1. Mindful Eating Exercise
Doing a mindful eating activity is a great place to start with children when teaching mindfulness. It’s a much better way to engage your child and help them to understand what mindfulness is than the traditional guided meditation or breathing (that comes later)
- Give your child a piece of food and instruct them not to eat it, yet. (This could be something like a piece of chocolate, or a berry) You can bring out multiple foods at once to allow them to think about the differences between each one.
- Tell them to imagine they have never tried this food before and to hold it in their hand and think about how it feels (the temperature, texture, etc)
- Then to bring it up to this nose and think about how it smells.
- Ask them if smelling the food evokes any emotions (hint – the urge to eat it – you may need to point that out to them).
- Finally, tell them to eat the food –really slowly. Ask them how it feels as they chew – any changes in texture, or flavor, etc.
This is the perfect way to introduce mindfulness to your children because it brings them into the present moment in an enjoyable way.
2. Out-loud Sense Noting
This is an activity where you take turns noticing what is happening around you, and then you give the other a sense to notice (Taste, touch, hear, smell, seeing, thinking).
- Start by saying “Right now I am noticing ….”
- State something you notice in the given category. For example “Right now I am noticing the sound of the cars driving by outside”.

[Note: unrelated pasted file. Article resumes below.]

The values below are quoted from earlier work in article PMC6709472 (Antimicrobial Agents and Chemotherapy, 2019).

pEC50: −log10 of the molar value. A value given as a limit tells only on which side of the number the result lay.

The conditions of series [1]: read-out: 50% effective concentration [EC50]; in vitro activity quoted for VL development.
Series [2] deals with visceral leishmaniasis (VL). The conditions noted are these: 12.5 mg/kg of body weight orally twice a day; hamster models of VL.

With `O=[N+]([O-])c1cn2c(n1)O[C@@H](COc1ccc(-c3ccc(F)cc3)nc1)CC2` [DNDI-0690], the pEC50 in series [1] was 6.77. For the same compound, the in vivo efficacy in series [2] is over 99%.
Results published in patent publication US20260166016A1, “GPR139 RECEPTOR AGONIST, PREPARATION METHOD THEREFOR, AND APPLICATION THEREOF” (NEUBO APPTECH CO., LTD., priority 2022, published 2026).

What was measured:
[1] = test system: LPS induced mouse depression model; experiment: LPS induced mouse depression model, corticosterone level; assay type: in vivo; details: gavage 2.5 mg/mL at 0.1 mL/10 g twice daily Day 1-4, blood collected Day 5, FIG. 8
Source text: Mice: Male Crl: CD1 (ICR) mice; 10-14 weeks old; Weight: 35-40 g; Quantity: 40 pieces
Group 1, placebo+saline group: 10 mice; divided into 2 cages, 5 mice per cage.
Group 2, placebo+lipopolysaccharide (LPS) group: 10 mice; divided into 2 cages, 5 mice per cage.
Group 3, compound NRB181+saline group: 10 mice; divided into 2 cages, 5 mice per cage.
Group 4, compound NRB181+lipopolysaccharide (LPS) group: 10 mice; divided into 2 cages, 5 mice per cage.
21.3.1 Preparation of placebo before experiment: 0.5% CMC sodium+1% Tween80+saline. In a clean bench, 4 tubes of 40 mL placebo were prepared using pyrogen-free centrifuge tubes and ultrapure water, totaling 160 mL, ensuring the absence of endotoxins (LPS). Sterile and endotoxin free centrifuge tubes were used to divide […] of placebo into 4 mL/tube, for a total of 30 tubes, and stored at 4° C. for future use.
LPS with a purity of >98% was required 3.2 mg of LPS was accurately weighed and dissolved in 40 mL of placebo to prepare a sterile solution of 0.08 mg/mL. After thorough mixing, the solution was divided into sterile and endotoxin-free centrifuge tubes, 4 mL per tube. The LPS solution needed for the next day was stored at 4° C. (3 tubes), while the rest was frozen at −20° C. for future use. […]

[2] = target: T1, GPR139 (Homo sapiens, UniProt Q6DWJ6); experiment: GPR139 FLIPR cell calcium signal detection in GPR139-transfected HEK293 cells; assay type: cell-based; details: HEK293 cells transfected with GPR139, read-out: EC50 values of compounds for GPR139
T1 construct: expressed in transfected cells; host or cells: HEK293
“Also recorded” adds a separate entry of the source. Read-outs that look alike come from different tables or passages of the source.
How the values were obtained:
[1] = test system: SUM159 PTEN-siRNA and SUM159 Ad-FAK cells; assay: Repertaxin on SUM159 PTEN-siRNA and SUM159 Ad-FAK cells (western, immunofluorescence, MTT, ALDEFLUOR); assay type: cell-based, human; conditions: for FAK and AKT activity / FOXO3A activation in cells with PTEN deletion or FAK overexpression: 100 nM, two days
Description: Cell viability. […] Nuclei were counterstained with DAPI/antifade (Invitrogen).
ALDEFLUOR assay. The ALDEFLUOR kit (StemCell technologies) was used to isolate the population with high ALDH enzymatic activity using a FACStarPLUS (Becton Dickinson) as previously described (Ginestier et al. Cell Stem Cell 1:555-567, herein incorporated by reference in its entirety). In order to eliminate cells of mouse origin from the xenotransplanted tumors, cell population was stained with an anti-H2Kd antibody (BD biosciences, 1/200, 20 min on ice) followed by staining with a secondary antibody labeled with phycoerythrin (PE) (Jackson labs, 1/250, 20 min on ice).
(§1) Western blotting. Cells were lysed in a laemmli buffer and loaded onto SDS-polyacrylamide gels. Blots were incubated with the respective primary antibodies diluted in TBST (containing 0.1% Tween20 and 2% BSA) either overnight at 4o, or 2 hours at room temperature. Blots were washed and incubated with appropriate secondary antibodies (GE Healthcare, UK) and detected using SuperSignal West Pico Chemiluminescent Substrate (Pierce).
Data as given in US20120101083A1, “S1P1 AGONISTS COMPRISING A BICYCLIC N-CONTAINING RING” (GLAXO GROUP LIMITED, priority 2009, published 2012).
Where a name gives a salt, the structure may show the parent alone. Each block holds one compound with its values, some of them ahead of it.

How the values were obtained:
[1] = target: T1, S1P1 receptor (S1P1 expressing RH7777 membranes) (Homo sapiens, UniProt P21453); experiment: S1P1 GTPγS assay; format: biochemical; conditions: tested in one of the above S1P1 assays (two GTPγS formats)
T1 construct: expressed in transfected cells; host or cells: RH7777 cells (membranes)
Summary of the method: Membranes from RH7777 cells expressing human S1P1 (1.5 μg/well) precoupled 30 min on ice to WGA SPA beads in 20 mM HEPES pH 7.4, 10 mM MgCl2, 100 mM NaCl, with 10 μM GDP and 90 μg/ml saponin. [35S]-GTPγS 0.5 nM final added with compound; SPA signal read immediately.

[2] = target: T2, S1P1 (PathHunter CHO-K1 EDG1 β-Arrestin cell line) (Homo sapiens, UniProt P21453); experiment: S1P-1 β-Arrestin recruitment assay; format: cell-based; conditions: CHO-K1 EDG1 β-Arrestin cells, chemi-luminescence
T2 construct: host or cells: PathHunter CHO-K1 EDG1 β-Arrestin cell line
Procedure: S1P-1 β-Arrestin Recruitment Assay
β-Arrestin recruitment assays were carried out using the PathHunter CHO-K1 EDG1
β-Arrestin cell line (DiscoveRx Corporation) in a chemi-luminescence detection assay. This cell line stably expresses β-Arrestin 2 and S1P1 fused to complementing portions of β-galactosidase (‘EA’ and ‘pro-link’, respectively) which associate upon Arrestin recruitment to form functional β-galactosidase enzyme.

- Then, give your child a sense for their turn.
This activity encourages listening and can also help your child, and even you, to pay attention to things you may not notice normally.
Coloring is a great way to encourage your children to relax and be in the present. It is a means of self regulating. Encourage them to color in silence. Be Happy & Color is a beautiful children’s mindful coloring book available through Amazon. The coloring book was created by Hannah Klaus Hunter, an art therapist at a children’s hospital. The book helps children learn to express themselves and support their emotional well-being. There are guided therapeutic instructions along with the pictures, to promote feelings of calm, happiness, and well-being and help children combat feelings of sadness or anxiety.
4. The Mindful Jar
Also known as a sensory jar, or calm down jar. These is a fun DIY activity. You and your child can make the jars together. You’ll find a million versions of this on Pinterest , but this one is my personal favorite. When the jar is complete shake it up and watch have your child watch the jar until all of the glitter settles.
You can relate this to mindfulness by explaining to your child that our thoughts and feelings are just like the glitter – when we are upset, they all need to settle before we can calm down. Plus, the act of watching the glitter is calming in itself and also is a great visually stimulating activity.
5. Flower and Candle Breathing